The National Health Service goes right to the heart of who we are as a people. Founded in 1946 first in England and Wales, Scotland 1947 and Northern Ireland 1948, it is an institution rooted in the nation of the United Kingdom and the constituent nations themselves, no more so than when the country came together to applaud its workers on a weekly basis earlier this year.
Free at the point of use, but collectively funded through general taxation, many on the Left laud the NHS as some form of socialist achievement, solely the work of the post-War Labour Government. The reality was its formation was the work of Britons across the political spectrum and across Britain. Indeed it was Dr Somerville Hastings of the Socialist Medical Association who got the Labour Party to commit to a state health service in the 1930s, but it was the work of Liberal economist William Beveridge and Tory Health Minister Henry Willink that brought this reality even closer. Half of Scotland was already covered by state provision and it was under the Atlee administration where Tredegar-born Aneurin Bevan made this decades-old idea a living reality.
Many lament the four systems approach to the Health Service and see it as a failure of devolution, yet the four systems approach has been at the heart of the NHS through its history, accountability shared initially by the Secretaries of State for Wales, Scotland and Northern Ireland.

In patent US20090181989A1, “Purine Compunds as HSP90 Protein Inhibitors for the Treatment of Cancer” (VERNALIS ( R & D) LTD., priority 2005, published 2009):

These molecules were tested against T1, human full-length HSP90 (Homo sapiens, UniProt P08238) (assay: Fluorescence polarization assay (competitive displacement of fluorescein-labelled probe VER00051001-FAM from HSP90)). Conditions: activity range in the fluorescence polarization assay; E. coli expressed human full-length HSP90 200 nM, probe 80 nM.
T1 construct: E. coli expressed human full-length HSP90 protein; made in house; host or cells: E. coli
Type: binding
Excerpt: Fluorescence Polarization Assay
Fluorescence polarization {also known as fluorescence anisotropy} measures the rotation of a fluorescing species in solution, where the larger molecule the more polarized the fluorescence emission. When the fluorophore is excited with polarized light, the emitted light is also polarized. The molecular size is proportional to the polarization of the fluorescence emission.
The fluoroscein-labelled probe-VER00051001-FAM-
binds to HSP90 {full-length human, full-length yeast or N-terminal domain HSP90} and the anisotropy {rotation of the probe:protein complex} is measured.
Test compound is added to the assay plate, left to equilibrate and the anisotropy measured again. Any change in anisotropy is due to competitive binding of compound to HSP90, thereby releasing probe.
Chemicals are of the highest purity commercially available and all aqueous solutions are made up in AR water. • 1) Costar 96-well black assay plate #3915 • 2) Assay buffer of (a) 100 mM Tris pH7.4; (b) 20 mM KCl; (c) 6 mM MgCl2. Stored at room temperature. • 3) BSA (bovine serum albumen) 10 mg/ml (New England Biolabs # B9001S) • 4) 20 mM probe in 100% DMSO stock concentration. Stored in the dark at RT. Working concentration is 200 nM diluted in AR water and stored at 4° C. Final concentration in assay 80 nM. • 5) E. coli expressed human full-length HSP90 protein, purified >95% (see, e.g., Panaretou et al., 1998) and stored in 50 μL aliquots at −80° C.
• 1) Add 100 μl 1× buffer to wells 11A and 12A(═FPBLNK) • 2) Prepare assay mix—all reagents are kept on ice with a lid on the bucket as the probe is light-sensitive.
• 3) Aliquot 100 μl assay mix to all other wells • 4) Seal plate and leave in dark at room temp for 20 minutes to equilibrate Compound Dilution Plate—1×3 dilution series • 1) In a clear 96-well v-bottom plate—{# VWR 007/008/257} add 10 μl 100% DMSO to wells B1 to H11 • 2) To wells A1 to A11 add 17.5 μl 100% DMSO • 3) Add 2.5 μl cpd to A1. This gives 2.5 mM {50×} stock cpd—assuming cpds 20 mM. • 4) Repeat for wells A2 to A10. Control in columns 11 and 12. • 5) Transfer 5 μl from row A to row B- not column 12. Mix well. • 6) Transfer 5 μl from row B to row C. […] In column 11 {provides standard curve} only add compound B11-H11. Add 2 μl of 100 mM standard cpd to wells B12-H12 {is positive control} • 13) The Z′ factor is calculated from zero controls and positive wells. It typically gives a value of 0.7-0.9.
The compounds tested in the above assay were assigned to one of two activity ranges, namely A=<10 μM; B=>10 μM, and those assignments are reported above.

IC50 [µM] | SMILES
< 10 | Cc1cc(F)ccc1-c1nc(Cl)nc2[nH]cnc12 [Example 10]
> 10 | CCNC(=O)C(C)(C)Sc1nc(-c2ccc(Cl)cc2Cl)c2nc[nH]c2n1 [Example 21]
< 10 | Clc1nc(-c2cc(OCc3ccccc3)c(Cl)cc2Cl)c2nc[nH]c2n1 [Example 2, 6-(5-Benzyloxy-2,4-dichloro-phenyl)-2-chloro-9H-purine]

Many also lament what almost seems like the near religiosity, public worship of the Health Service- in fact I am sure I would have uttered the words “the closest thing to a state religion” in the past. However it is the one thing that does seem to unite the country- the initial community-spirit of those early coronavirus months did seem to invoke in us a sense of community and a healing of the old Brexit wounds, which now seems to have dissipated. But the NHS speaks to the success of the Union.
Pieces on the Prydain Review have sought to set out the framework to make the romantic argument for the Union as opposed to the boring mundane economic arguments of old. The NHS is the first of these romantic cases to be made. To the separatists, the Union is a mere expression of English imperialism and dominance, with Wales, Scotland and Northern Ireland being the final colonies of England in need of liberation, not a liberation from foreign actors but rather a liberation of the self, to see the flourishing of Welsh identity to replace any sense of British identity. Save for the current failures of the health service, the story of the NHS shatters the myth of Britain being a failed project. The NHS is a long-standing institution breathed and formed by the collaborative work of Britons across the Isles and is sustained everyday by public servants from the Shetland Islands to the Isles of Scilly.
If this does not demonstrate the success of Britain, then what does?